I'd like some input on a change we're considering for Whidbey.

Consider the following wrapper class:

unsafe class Wrapper
{
    public void ManagedFunc(byte[] data)
    {
        fixed (byte* pData = data)
        {
            UnmanagedFunc(pData);
        }
    }     void UnmanagedFunc(byte* pData)
        } }

In this class, I've fixed a byte[] array so I can pass it to an unmanaged method. I've included “UnmanagedFunc()“ in my program to illustrate what it looks like, but I would normally be calling a C function through P/Invoke in this scenario.

The problem with this code is that some C APIs accept null values as arguments. It would be nice to be able to pass a null byte[] and have that translate to a null pointer, but the fixed statement throws if it gets a null array.

There's an obvious workaround:

 public void ManagedFuncOption1(byte[] data)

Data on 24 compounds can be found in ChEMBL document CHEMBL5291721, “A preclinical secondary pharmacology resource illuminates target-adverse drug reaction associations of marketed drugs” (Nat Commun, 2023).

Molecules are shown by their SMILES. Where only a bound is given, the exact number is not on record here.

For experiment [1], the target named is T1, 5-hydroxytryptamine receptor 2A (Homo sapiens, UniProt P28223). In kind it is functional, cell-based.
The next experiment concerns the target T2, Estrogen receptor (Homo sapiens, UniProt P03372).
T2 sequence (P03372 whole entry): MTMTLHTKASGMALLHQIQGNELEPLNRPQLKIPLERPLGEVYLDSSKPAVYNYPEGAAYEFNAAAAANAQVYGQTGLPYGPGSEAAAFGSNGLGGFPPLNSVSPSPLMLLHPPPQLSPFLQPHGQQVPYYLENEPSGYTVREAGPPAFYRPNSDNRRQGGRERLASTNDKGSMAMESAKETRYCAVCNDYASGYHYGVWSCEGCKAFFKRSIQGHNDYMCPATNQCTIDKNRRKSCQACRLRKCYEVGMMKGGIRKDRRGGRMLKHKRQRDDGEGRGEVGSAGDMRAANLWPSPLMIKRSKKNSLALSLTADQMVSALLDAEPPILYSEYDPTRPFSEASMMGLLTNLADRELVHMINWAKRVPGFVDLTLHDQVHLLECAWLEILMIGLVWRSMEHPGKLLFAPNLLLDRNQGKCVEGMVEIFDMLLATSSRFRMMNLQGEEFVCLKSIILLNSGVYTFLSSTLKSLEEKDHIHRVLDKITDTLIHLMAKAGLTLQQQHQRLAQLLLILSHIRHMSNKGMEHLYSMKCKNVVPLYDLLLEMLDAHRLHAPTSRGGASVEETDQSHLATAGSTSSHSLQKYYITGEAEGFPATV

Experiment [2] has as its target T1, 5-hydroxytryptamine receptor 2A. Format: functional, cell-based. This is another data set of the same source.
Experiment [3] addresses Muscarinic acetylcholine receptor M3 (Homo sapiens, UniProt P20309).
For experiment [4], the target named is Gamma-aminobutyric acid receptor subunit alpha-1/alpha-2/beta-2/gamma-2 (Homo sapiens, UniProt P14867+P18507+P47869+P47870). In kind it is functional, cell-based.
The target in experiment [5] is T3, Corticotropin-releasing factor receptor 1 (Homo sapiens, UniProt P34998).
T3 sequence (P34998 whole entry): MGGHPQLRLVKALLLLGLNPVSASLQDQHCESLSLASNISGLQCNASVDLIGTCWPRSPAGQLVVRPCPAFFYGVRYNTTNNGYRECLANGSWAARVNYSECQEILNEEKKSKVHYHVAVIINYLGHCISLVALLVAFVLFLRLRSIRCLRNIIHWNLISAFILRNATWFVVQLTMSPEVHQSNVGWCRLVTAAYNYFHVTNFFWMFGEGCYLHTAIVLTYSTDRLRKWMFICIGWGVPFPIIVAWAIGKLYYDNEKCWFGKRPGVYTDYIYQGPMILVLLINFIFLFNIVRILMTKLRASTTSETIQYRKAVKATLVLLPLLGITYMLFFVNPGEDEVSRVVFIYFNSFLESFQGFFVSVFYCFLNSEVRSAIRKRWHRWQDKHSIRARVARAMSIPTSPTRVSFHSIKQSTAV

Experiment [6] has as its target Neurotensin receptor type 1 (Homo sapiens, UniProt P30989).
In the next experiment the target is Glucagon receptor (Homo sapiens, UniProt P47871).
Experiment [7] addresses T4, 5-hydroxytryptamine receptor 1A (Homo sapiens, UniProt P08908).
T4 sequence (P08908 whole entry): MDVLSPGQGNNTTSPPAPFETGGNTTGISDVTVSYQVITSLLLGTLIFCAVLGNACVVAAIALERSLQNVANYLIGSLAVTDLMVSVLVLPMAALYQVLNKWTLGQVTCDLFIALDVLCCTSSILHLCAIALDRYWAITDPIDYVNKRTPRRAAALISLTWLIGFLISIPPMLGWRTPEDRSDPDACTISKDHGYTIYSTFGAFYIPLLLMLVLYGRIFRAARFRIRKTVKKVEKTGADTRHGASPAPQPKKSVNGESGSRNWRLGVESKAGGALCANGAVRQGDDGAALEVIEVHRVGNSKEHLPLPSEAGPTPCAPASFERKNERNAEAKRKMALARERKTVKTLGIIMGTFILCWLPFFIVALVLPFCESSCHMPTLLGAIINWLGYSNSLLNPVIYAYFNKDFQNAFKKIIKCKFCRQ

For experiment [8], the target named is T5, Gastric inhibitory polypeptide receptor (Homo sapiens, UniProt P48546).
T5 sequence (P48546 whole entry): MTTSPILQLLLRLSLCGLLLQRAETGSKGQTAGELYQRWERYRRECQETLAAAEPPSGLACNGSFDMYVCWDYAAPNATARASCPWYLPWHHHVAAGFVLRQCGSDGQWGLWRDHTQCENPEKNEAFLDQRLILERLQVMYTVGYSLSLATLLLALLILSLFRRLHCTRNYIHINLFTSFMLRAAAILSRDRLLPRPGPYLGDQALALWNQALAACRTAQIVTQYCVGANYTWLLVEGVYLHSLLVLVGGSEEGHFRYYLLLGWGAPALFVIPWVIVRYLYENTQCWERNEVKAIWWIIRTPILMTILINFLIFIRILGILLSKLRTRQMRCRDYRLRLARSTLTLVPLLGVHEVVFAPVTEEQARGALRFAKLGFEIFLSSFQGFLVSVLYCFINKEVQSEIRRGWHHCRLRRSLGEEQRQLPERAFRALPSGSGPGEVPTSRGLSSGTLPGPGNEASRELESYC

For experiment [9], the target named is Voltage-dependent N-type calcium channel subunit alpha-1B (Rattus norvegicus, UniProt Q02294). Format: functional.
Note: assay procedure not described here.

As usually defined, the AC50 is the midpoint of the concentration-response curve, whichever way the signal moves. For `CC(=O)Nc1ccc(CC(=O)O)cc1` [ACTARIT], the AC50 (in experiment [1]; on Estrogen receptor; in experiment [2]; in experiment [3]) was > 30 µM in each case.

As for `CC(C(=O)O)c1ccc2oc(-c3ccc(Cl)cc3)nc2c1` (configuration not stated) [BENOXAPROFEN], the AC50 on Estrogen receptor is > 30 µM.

{
   if (data == null)
  {
    UnmanagedFunc(null);
  }
  else
  {
   fixed (byte* pData = data)
     {
     UnmanagedFunc(pData);
   }
   }
 }

and a less obvious one.

public void ManagedFuncOption2(byte[] data)
{
 bool nullData = data == null;   fixed (byte* pTemp = nullData ? new byte[1] : data)
   {
   byte* pData = nullData ? null : pTemp;
   UnmanagedFunc(pData);
  }
}

Thr problem with the workarounds is that they are ugly, and they get fairly complicated if there is more than one parameter involved.

The language spec (section 18.6) says that the behavior of fixed is implementation defined if the array expression is null, so we could change our behavior so that fixing a null array would result in a null pointer rather than an exception. 

Questions:

  1. Have you written code where this would be useful?
  2. Are there situations where the change of behavior would cause you problems?
  3. Are the workarounds simple enough that this isn't an issue?